1723-1785. He originated from Roscobie in Fifeshire, being the younger son of James Moutray, the 5th Laird of Roscobie, and of his wife, Emelia Malcolm of Innerteel.
Having been commissioned lieutenant of the Orford 70, Captain Perry Mayne, in the West Indies by Rear-Admiral Sir Chaloner Ogle on 12 May 1744, Moutray had to wait until 16 February 1757 before his next step up in rank, becoming commander of the hospital ship Thetis 44. This vessel served with Admiral Sir Edward Hawke’s fleet in the Basque Roads, and then went out to the Mediterranean in December.
After being posted captain by Rear-Admiral Thomas Broderick on 28 February 1758 he nevertheless remained with the Thetis as she had been reclassified as a 32-gun frigate. Sadly, the Admiralty found this promotion to be ‘irregular’, and it was not confirmed until 24 January 1763. In the meantime Moutray continued to command the Thetis in the Mediterranean from 1760, assisting the Rainbow 44, Captain Richard Gwynne in the capture of the St. Malo privateer Victoire 24. On 17 July 1761 he received the surrender of the Bouffonne 32 off Cadiz when this ship and the Achille 64 were attacked by a squadron of two sail of the line and a frigate under the command of Captain Charles Proby. He left the Thetis later that year.
After a period of unemployment Moutray commanded the Emerald 32 from 1769-71, and in 1773 he became the 7th Laird of Roscobie on the passing of his elder brother. He later commanded the Thames 32 in the Mediterranean in 1774, undertaking a mission to Morocco before paying her off in July of the following year.
He had the Warwick 50 in home waters from the early summer of 1777, and in the early part of the following year he conveyed the East India trade from St Helena, arriving home in July. He then commissioned the newly built Britannia 100 in August for Captain Charles Morice Pole, this vessel becoming the flagship of Vice-Admiral George Darby. He sat on the court martial of Admiral Hon. Augustus Keppel following the Battle of Ushant on 27 July 1778, and was appointed to the Ramillies 74 in March of the following year, commanding her in the Channel fleet retreat of August 1779.
During July 1780 he was detached from the Channel fleet to command the escort of the East and West Indies trade, but upon running into another substantial fleet on 8 August Moutray failed to alter his course. Disastrously he had stumbled upon a Franco/Spanish fleet, and by daylight on 9 August fifty-five ships had been taken. The loss to the insurers was over £1.5m, a number of valuable troops had been captured, and Spain was emboldened to continue a war she had been considering withdrawing from. The Ramillies and the remaining ships made their way to Jamaica where on 13 February 1781 Moutray was tried by court-martial and dismissed his command, being ‘reprehensible in his conduct for the loss of the convoy’. Moutray’s supporters would claim that the government had failed to provide adequate resources to ensure the safety of the convoy, but his contemporaries clearly had little sympathy for his management of the merchantmen.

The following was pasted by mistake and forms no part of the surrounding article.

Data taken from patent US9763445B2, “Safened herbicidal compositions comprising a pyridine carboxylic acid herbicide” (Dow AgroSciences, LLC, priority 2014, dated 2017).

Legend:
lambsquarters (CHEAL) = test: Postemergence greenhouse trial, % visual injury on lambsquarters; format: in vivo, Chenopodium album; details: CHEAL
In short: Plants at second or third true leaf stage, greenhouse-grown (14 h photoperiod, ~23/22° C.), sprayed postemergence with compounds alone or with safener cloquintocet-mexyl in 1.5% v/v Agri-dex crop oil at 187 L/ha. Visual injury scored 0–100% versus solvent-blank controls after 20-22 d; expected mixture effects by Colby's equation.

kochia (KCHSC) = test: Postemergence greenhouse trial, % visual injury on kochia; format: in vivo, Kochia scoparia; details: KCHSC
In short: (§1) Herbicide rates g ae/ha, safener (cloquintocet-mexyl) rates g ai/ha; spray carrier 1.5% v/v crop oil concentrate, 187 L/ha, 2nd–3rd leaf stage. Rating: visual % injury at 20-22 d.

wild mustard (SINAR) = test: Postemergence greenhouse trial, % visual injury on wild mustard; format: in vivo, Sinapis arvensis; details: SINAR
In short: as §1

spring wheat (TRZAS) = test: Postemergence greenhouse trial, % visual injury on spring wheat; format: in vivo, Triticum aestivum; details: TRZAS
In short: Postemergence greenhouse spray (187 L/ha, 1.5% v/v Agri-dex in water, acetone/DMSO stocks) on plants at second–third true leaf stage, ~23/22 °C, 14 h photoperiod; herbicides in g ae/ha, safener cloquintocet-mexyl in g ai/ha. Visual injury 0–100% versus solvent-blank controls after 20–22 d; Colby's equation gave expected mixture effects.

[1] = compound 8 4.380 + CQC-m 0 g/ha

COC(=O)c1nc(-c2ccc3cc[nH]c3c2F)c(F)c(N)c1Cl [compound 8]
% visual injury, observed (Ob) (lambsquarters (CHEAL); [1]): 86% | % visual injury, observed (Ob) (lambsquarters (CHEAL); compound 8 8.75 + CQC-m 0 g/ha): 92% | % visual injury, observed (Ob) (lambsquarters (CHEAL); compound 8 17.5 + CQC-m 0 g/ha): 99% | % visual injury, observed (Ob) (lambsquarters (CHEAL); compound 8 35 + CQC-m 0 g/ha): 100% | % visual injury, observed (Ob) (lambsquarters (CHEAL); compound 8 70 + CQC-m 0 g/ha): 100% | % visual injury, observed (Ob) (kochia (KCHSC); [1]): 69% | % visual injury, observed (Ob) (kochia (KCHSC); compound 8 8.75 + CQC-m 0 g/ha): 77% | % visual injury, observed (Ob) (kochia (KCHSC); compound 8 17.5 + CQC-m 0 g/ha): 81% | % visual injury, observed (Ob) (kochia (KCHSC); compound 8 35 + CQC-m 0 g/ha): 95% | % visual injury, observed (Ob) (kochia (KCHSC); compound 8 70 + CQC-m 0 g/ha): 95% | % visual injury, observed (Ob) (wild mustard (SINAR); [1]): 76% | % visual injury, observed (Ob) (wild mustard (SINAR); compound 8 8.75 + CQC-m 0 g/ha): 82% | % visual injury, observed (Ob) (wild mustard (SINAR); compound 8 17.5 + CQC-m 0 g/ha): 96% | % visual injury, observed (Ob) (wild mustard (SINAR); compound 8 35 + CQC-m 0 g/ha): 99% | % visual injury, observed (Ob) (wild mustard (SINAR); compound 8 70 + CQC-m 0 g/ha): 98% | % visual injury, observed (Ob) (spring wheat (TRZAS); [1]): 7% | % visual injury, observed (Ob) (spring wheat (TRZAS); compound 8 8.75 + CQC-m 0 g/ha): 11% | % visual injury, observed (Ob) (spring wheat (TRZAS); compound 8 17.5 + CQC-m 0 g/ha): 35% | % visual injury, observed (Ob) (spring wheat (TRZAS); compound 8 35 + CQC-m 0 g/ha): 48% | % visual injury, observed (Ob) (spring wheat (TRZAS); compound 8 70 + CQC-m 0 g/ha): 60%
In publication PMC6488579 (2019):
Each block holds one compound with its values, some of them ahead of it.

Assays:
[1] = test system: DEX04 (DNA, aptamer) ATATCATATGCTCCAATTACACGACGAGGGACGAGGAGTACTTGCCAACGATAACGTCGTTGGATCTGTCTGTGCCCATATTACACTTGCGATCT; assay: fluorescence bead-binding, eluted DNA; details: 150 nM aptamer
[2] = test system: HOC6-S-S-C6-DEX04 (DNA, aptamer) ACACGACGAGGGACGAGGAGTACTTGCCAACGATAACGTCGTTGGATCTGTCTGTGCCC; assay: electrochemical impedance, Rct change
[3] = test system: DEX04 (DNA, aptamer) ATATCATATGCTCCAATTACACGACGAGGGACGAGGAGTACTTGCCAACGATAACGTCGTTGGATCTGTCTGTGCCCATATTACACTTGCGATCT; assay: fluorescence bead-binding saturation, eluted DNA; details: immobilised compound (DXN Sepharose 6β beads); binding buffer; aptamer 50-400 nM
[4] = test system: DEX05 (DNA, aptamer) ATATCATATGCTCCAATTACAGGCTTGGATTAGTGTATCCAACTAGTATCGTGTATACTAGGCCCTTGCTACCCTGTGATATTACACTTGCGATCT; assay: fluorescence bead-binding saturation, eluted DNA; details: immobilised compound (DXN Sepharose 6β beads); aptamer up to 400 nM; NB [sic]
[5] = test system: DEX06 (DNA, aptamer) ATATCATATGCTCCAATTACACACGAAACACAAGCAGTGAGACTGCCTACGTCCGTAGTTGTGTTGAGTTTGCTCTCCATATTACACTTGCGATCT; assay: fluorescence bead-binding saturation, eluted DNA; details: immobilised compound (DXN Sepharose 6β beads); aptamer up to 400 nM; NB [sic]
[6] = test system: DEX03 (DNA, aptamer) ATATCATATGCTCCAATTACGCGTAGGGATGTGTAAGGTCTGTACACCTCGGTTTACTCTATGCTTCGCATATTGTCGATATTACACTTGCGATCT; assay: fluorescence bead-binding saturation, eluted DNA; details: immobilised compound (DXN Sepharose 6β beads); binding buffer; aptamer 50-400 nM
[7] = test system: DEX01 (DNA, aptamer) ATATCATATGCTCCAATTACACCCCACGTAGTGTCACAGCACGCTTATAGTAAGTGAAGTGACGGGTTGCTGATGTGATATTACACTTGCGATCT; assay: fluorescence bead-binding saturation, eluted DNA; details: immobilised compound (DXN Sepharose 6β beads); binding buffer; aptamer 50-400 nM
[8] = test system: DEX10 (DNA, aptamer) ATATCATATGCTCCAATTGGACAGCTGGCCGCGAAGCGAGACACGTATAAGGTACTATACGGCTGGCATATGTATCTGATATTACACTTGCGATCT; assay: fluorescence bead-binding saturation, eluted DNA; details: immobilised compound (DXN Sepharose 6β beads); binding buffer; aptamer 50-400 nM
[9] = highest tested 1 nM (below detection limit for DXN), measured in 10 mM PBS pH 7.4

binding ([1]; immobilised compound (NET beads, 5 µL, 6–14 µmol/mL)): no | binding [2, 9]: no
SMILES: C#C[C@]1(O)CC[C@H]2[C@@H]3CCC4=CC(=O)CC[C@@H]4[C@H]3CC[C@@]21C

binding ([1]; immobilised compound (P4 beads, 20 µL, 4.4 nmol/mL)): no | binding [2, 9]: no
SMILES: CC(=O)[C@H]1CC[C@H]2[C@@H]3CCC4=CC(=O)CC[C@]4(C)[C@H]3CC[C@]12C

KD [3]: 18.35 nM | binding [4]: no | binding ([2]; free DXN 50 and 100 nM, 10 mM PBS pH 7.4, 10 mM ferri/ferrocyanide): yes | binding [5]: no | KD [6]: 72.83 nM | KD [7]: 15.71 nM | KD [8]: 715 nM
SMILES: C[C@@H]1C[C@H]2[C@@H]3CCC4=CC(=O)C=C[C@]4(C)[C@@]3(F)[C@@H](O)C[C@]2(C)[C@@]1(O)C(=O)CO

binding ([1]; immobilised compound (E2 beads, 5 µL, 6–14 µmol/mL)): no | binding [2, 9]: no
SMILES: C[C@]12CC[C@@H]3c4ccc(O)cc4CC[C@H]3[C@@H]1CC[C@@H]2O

Moutray resumed employment shortly before the government fell, being appointed to the Edgar 74 on 2 March 1782 with the broad pennant of Commodore John Elliot. In May he transferred to the Vengeance 74, which took the Dutch privateer Doggerbank 20 off the Scilly Isles on 9 August, and which he commanded at the relief of Gibraltar on 18 October and the action off Cape Spartel, where he lost three men killed and fourteen wounded. He had previously sat on the court martial into the loss of the Royal George on 29 August.
In February 1783 he was appointed resident commissioner of the navy at Antigua, a civil position to which he was conveyed by Captain Cuthbert Collingwood in the Mediator 44. On 29 December 1784 he was ordered to hoist a broad pennant in the absence of any senior officer by Rear-Admiral Sir Richard Hughes, the commander-in-chief in the Leeward Islands, and he did so aboard the Latona 38, Captain Charles Sandys. When he came into harbour, Captain Horatio Nelson of the Boreas 28 refused to recognise Moutray’s unofficial appointment and upon being ordered by the young captain to strike his pennant Moutray acquiesced. When the Admiralty got to hear of the incident they declared Hughes’ action to be illegal and in 1785 recalled Moutray, by which time he was in any case very ill.
Moutray retired to Bath where he died on 22 November 1785, being buried in the Abbey Church.
He married Mary Preble, twenty-eight years his junior and the daughter of a retired naval commander, on 2 September 1771 at Berwick-on-Tweed. She was a most attractive woman, both in looks and character, and they had issue a son and daughter. Mrs Moutray remained on friendly terms with Collingwood for the next twenty years, as she did with Nelson, who not only made a fool of himself yearning for her but also helped shape the career of Moutray’s son James until he died of a fever at Calvi in 1794 whilst a lieutenant. Moutray also had two illegitimate children with a woman by the name of Elspeth London.
Moutray suffered ill health in the latter years of his career and was sent out to Antigua despite his entreaties not to serve in a tropical climate.